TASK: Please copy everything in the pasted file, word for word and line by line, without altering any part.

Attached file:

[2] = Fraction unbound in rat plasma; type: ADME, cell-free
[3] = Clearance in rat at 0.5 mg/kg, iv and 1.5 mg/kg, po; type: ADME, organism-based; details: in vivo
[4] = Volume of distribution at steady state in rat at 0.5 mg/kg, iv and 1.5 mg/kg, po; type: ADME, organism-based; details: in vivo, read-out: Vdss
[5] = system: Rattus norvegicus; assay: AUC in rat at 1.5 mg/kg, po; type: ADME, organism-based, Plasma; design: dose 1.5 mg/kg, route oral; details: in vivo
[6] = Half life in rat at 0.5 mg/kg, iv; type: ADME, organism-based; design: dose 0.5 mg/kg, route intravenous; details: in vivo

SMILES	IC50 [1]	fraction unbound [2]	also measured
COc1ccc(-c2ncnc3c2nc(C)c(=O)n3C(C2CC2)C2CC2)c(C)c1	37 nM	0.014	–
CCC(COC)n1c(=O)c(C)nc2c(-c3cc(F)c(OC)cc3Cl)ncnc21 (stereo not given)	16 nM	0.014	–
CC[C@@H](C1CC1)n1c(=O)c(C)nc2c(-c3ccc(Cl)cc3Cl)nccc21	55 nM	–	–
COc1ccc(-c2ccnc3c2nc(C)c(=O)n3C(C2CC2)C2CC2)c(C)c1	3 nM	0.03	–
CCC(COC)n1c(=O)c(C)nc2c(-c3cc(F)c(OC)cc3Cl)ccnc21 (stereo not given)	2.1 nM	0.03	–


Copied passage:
[2] = Fraction unbound in rat plasma; type: ADME, cell-free
[3] = Clearance in rat at 0.5 mg/kg, iv and 1.5 mg/kg, po; type: ADME, organism-based; details: in vivo
[4] = Volume of distribution at steady state in rat at 0.5 mg/kg, iv and 1.5 mg/kg, po; type: ADME, organism-based; details: in vivo, read-out: Vdss
[5] = system: Rattus norvegicus; assay: AUC in rat at 1.5 mg/kg, po; type: ADME, organism-based, Plasma; design: dose 1.5 mg/kg, route oral; details: in vivo
[6] = Half life in rat at 0.5 mg/kg, iv; type: ADME, organism-based; design: dose 0.5 mg/kg, route intravenous; details: in vivo

SMILES	IC50 [1]	fraction unbound [2]	also measured
COc1ccc(-c2ncnc3c2nc(C)c(=O)n3C(C2CC2)C2CC2)c(C)c1	37 nM	0.014	–
CCC(COC)n1c(=O)c(C)nc2c(-c3cc(F)c(OC)cc3Cl)ncnc21 (stereo not given)	16 nM	0.014	–
CC[C@@H](C1CC1)n1c(=O)c(C)nc2c(-c3ccc(Cl)cc3Cl)nccc21	55 nM	–	–
COc1ccc(-c2ccnc3c2nc(C)c(=O)n3C(C2CC2)C2CC2)c(C)c1	3 nM	0.03	–
CCC(COC)n1c(=O)c(C)nc2c(-c3cc(F)c(OC)cc3Cl)ccnc21 (stereo not given)	2.1 nM	0.03	–